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Enhanced protections for “stand your ground”

On Behalf of | May 3, 2017 | Criminal Defense

Not every state permits the use of deadly force as a means of self- defense. Florida residents are fortunate to have a statute permitting you to “stand your ground.” Since the law is relatively new, it is still evolving, and lawmakers are presently considering a bill that will make a profound change in the way the law plays out in the courtroom.

If you recently faced an intruder or resorted to deadly force to protect yourself or your family, you may be concerned about having to prove that your actions were justified by the “stand your ground” statute. If the pending bill passes, the burden of proof will shift.

Opposing views

Instead of you trying to prove at trial that the “stand your ground” statute absolves you of culpability for the use of deadly force, the prosecution will have to prove that your actions were outside the scope of “stand your ground.” In other words, the court will assume you acted in self-defense unless your opponent proves otherwise. This attempt to prove you acted outside the scope of the statute must take place in a separate hearing before your trial date. Opponents of the bill say it is irresponsible and list numerous reasons for rejecting it, including:

  • Prosecutors’ workloads will increase because every violent crime will require a preliminary “stand your ground” hearing.
  • Additional hearings will cost millions of dollars in taxpayer money.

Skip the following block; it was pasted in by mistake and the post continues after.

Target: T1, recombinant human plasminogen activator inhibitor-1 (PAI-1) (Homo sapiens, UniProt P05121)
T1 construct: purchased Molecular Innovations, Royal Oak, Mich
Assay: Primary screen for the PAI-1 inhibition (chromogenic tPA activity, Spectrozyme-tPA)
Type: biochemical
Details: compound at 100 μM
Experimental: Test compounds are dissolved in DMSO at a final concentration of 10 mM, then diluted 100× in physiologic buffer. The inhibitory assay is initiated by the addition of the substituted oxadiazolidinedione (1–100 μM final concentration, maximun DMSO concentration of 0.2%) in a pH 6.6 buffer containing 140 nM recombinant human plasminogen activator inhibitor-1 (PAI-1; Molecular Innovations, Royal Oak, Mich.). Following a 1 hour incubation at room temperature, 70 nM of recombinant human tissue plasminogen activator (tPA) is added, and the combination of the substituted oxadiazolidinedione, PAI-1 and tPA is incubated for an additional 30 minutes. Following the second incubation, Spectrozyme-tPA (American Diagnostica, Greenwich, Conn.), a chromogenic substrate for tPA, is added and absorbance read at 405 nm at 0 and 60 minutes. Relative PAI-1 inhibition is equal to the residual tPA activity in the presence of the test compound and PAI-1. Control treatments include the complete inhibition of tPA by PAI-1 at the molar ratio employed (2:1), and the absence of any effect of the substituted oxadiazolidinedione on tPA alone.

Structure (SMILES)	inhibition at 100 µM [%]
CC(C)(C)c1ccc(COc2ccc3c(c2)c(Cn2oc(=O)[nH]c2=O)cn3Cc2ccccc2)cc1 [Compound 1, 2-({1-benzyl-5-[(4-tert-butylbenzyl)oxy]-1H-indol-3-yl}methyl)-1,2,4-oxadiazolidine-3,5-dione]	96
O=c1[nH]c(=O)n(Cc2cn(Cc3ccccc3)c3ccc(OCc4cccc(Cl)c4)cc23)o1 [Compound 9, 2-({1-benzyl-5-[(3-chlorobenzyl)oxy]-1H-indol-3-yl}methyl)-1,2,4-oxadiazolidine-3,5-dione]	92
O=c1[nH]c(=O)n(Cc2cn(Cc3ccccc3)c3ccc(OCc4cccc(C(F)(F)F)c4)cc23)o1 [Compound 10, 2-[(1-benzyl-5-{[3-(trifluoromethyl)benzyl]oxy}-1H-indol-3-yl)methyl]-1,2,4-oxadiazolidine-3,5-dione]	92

• The duration of each case will increase because of the extra hearings.
  • The protection the bill offers will raise the likelihood that people will use deadly force when it may not be necessary.

Advocates of the law feel it is overdue because defendants currently must prove their innocence in light of the “stand your ground” law. With the new bill, the burden of proof will be on the prosecution to prove the liability of someone accused of a fatal shooting.

Don’t stand alone

In Florida, you have the right to defend yourself when you feel your life is in danger. However, until state lawmakers pass this pending bill, you may have a difficult time proving that the situation justified using deadly force.

If you are currently facing charges stemming from a self-defense shooting, it is likely that you are concerned and maybe even scared. Homicide, murder or manslaughter convictions carry significant consequences, and avoiding a conviction is understandably your best hope. Having experienced legal assistance will be crucial to the outcome of your case. An experienced criminal attorney will advocate for your rights and build the most effective defense strategy possible.